What’s With All the Talking Animals?

November 2, 2012 § Leave a comment

“It is a farewell gift from the dolphins,” said Wonko in a low, quiet voice, “the dolphins whom I loved and studied, and swam with, and fed with fish, and even tried to learn their language, a task which they seemed to make impossibly difficult, considering the fact that I now realize they were perfectly capable of communicating in ours if they decided they wanted to.” — Douglas Adams, So Long and Thanks for All the Fish, 1985.

Boy howdy have there been a lot of talking animals lately. And by a lot, I mean two, which is still a lot when we’re talking human imitations by animals. First came Noc, the burbling beluga whale  who told his trainer to get out of the pool. A week later, we have Koshik, the Asian elephant who takes Noc’s burbles and raises him a very understandable six-word Korean vocabulary.

It’s funny, yes, and we can all gasp and laugh, which I did. But it’s also pretty amazing. Were any of us to have grown up with an elephant, we would still be hard-pressed to stick our fingers in our mouths and mimic them well enough that they could understand us. And how well can you whistle like a whale underwater?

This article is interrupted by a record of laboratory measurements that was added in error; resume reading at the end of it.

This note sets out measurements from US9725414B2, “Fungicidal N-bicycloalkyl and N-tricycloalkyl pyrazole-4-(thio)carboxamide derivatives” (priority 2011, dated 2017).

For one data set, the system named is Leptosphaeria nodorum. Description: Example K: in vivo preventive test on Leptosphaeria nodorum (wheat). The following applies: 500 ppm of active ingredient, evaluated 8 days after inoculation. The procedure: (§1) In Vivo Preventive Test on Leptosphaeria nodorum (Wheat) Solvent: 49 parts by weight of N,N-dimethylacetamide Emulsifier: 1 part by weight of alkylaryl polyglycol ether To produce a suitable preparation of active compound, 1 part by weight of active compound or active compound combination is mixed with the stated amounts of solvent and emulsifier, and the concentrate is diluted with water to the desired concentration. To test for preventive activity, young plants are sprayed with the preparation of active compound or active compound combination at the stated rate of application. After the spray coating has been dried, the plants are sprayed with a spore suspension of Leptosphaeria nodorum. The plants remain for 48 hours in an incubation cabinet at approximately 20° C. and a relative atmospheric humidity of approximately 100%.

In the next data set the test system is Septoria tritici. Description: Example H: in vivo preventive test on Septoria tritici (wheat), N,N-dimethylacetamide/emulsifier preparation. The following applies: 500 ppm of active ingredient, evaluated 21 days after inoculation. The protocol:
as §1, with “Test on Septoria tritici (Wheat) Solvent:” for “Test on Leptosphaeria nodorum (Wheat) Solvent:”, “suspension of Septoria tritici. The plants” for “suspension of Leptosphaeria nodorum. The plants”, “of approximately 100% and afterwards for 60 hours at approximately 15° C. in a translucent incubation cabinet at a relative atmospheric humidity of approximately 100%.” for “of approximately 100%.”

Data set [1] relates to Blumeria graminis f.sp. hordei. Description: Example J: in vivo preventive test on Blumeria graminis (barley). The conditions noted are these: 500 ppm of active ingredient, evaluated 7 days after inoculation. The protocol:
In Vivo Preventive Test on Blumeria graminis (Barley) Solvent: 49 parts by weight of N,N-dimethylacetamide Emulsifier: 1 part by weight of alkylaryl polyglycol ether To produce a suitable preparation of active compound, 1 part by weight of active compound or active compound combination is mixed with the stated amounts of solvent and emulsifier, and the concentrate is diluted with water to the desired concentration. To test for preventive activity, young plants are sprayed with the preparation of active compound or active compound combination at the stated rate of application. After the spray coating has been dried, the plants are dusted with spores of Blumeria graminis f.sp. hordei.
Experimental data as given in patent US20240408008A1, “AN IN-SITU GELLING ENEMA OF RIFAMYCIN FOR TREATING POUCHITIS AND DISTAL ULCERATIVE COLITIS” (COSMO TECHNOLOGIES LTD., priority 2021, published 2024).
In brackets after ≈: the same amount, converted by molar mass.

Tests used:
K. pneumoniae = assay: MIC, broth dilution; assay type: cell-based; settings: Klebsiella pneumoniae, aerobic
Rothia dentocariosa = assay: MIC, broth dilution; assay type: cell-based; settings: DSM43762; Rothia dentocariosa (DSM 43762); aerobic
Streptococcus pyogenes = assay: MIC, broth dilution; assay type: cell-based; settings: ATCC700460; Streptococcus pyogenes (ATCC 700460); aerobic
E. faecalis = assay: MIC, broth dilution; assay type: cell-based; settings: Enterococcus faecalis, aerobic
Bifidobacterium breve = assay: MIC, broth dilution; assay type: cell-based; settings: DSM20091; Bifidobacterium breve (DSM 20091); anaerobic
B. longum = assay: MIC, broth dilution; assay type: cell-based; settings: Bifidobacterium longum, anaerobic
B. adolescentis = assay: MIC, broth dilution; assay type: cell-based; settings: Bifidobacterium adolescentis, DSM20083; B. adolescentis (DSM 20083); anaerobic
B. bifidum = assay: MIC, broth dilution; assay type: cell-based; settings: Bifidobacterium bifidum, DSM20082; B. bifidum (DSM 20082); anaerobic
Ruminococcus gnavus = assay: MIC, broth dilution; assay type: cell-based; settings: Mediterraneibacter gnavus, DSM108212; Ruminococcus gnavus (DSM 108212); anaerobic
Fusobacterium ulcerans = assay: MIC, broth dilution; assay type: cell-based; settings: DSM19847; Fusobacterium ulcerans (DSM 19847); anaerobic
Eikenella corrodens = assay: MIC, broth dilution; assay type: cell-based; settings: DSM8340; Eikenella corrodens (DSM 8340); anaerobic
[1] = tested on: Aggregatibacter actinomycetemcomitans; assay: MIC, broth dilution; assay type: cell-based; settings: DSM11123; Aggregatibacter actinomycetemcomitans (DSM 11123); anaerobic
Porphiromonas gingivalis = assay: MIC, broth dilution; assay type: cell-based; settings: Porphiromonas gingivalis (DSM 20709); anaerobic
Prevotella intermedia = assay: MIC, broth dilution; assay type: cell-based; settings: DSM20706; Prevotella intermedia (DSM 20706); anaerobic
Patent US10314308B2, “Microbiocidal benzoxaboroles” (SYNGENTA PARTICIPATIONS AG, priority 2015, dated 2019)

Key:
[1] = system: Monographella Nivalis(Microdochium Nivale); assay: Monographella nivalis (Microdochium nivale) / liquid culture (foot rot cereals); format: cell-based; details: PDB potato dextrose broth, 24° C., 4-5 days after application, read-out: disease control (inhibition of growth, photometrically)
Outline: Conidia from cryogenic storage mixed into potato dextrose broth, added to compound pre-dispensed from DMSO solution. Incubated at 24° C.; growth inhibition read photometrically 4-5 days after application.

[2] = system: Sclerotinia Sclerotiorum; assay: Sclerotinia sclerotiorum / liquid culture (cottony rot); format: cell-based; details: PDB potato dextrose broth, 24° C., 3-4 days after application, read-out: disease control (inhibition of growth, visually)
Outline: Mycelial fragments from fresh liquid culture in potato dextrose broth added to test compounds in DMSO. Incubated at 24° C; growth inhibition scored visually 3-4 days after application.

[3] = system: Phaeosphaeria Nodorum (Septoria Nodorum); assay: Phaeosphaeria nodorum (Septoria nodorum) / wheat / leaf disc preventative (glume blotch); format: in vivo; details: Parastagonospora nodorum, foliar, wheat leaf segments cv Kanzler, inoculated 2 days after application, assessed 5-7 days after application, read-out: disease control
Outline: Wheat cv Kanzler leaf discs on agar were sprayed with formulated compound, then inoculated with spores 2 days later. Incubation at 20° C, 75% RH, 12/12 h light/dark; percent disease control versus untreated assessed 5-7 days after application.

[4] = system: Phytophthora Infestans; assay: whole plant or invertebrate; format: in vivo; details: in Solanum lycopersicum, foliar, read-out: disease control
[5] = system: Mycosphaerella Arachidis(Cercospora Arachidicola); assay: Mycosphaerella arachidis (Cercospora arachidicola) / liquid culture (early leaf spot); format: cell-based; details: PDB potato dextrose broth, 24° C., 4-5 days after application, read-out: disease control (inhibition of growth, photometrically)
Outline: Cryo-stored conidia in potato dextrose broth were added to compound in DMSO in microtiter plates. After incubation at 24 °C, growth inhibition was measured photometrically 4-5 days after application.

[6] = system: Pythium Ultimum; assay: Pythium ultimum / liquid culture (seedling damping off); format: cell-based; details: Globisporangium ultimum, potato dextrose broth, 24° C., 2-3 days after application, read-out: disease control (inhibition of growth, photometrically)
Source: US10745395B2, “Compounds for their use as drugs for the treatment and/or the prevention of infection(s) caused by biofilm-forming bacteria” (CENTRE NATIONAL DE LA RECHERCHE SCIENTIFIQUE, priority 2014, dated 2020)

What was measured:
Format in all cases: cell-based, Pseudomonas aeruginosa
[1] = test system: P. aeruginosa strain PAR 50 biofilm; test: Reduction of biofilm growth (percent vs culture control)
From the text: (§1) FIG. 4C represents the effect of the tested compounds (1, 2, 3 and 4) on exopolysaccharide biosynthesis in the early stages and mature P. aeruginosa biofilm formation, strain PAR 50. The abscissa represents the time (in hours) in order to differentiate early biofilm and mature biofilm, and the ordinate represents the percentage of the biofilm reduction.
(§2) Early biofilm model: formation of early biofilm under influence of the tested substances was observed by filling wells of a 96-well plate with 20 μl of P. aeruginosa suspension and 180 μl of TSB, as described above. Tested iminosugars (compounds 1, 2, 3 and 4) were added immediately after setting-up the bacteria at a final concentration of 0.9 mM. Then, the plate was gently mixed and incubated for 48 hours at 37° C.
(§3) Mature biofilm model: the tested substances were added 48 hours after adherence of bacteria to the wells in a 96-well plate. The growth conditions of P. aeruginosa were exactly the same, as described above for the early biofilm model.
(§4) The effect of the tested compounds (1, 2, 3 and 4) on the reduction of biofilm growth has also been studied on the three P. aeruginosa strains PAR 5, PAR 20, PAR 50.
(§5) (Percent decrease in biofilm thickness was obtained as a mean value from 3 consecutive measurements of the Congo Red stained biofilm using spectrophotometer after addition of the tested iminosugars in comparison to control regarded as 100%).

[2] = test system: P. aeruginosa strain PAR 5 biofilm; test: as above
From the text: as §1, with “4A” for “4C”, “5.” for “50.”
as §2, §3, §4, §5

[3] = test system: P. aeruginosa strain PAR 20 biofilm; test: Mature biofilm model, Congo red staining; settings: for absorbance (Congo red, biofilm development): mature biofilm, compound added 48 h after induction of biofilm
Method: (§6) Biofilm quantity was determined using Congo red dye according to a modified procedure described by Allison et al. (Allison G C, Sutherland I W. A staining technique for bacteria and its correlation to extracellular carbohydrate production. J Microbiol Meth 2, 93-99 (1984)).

In order for these animals to be able to pull this off, not only do they have to be socially inclined to want to bond verbally with us in the first place (it’s not a coincidence that both whales and elephants are extremely social animals), but they need to have tight neural connections between their auditory cortices and their motor control areas, and the ingenuity to pull it off.

Noc, for instance, makes the nosies by modulating the pressure in his nasal tract and over-inflating the vestibular sacs in his whale ears. For carrots and praise, Koshik sticks his trunk in his mouth and does, well, something to MacGuyver his vocal tract. Researchers aren’t entirely sure what the process is. “He’s too big to put him into the X-ray,” Angela Stoeger, lead author on the elephant paper, had told me. “I really tried to get my camera into his mouth, but obviously he’s not that tame.”

I’m over at National Geo News again today, writing up the piece on Koshik, so I highly and selfishly recommend you head over and take a look.


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